I’m not about to suggest that some factory in China actually makes solar panels that can be damaged by light.  That that would be ludicrous.  We have to consider more rational explanations and there is only one that makes sense.  When you look at the other crazy requirements of the USG warranty, the need for maintenance every 3 months, the requirement that a highly trained professional waste their time cleaning them, and above all else the very name of the company itself – Universal Solar Group, the one explanation that fits becomes clear.  These panels are not of this world.  They are made by aliens.

Aliens!

I don’t know where the beings behind Universal Solar Group come from, but clearly their understanding of humanity is limited.  And I don’t know what kind of world their solar panels are designed for.  Perhaps they are meant for installation beneath the murky atmosphere of Saturn’s moon Titan.

There, at 10 times the distance the earth is from the sun, below a thick atmosphere of permanently unbroken haze, the panels would be quite safe from what we call “light”.  The wavelengths that reach the surface of that strange world would be quite different from those that reach our eyes.  Perhaps only a few watts per square meter would reach those panels, so no wonder their maintenance schedule requires them to be regularly checked for anything that could shade them and for it to be removed.  Every erg of energy could be vital.

And no wonder they need a highly qualified professional to go out and perform maintenance.  The survival of the alien colony could depend upon it.  Between the methane rain and plumes of water and ammonia from cryovolcanos, perhaps maintenance and cleaning really is required every three months.  Or perhaps the months are based on Saturn’s orbit, making three of their months equal to seven of our years.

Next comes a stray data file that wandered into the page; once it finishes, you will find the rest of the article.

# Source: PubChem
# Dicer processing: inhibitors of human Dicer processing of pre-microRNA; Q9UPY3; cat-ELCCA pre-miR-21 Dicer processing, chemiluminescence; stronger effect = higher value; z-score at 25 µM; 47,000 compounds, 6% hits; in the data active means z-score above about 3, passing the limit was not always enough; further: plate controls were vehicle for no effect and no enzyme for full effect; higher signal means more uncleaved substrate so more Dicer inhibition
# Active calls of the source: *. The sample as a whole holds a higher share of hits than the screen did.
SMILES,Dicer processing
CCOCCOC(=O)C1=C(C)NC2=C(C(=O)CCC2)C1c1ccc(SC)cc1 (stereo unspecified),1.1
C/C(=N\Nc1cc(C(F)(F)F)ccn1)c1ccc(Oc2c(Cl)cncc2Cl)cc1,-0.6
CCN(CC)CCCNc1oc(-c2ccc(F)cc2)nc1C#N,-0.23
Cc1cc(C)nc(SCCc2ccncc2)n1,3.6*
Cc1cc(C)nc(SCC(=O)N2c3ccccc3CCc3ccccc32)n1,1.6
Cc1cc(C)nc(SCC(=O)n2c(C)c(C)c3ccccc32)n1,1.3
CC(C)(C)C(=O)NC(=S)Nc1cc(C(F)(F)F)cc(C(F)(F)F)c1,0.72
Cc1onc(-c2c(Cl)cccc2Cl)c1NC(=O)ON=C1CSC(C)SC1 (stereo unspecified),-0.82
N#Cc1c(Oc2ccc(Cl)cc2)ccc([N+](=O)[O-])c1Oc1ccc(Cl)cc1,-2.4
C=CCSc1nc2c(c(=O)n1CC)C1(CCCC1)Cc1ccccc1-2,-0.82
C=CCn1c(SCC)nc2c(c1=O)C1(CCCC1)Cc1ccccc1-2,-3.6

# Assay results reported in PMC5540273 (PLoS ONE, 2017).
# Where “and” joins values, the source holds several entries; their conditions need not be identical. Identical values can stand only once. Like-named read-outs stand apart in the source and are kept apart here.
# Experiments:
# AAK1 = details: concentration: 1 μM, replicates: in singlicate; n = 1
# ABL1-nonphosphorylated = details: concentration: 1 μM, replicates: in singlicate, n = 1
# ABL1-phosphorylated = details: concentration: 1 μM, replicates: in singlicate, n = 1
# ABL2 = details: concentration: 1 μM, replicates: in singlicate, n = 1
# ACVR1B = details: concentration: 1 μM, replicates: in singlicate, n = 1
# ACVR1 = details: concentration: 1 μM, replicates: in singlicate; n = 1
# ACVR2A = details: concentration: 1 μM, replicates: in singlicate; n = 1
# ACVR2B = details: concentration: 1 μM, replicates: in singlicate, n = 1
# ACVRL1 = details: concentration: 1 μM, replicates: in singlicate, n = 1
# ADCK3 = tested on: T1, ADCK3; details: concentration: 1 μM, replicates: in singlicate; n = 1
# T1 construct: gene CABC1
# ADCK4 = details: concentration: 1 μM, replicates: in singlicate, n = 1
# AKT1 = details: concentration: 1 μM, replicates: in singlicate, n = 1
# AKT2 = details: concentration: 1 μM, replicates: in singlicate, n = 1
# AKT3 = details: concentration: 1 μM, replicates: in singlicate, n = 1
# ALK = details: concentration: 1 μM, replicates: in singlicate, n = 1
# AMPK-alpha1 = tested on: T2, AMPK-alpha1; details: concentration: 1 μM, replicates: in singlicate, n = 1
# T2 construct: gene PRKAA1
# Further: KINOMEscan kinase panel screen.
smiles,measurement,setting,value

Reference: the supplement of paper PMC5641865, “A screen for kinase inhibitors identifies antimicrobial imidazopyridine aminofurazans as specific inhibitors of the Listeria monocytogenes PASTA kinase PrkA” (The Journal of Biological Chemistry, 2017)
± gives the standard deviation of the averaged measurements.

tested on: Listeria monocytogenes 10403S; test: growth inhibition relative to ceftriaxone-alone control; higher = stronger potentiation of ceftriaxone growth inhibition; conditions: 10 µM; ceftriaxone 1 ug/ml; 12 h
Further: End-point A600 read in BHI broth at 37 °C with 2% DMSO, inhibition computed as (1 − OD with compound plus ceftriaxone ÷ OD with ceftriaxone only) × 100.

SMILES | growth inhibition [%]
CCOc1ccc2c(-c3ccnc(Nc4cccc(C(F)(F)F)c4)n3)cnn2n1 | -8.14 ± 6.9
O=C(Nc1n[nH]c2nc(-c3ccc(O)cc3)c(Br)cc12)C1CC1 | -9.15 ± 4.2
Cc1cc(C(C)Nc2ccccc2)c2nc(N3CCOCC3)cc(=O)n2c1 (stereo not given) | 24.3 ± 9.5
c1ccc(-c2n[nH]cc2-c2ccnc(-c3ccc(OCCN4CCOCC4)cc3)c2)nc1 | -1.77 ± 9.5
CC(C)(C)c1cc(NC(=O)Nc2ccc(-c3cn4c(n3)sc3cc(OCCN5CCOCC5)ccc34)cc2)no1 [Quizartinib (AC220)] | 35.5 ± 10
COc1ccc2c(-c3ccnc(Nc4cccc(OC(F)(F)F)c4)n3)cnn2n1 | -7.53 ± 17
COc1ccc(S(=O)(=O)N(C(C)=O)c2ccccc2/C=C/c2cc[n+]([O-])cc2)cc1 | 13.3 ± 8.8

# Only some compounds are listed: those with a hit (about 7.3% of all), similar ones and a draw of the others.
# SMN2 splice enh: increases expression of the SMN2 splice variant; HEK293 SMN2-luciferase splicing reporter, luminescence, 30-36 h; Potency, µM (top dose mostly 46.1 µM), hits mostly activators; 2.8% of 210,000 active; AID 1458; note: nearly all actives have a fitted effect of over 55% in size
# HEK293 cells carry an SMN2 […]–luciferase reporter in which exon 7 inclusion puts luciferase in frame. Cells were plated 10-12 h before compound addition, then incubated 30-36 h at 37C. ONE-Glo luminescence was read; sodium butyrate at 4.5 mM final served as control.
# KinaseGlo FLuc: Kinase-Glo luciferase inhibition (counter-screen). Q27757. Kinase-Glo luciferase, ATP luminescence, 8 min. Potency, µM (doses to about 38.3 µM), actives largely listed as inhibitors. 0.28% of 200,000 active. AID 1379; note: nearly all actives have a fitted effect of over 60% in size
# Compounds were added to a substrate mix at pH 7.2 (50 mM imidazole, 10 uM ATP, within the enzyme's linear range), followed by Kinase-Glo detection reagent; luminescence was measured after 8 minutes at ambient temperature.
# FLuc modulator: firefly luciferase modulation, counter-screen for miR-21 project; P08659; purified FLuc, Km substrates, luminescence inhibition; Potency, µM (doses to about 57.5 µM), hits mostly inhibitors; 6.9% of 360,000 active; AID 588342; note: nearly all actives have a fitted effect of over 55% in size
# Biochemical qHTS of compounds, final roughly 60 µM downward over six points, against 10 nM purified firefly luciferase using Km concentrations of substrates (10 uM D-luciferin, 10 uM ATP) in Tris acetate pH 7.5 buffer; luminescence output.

Cleaning panels may be the most prestigious activity in their culture and performed by high ranking individuals.  It is even conceivable they obtain some kind of religious ecstasy from it.  This may be exactly what they are trying to share with us – their religion.

Before I realized the truth, I thought their panels were just crap, but now I know they are actually meant for another world, I see they are extraordinary examples of interplanetary craftsmanship and I thank them for sharing their technology with us.

I don’t know why they have come to earth, but now I know what they must be, I’d like to extend my hand in friendship to Universal Solar Group and hope they extend their hand, claw, tentacle, pseudopod, or sucker, in return.

But Karen Carpenter can express these sentiments far better than I can:

About Ronald Brakels

Many years ago now, Ronald Brakels was born in Toowoomba. He first rose to international prominence when his township took up a collection to send him to Japan, which was the furthest they could manage with the money they raised. He became passionately interested in environmental matters upon his return to Australia when the local Mayor met him at the airport and explained it was far too dangerous for him to return to Toowoomba on account of climate change and mutant attack goats. Ronald then moved to a property in the Adelaide Hills where he now lives with his horse, Tonto 23.

Comments

  1. Marc Talloen says

    Lol Ronald, I’m wondering where you keep getting that inspiration from, very amusing! The way you can spin stuff you could score high in politics…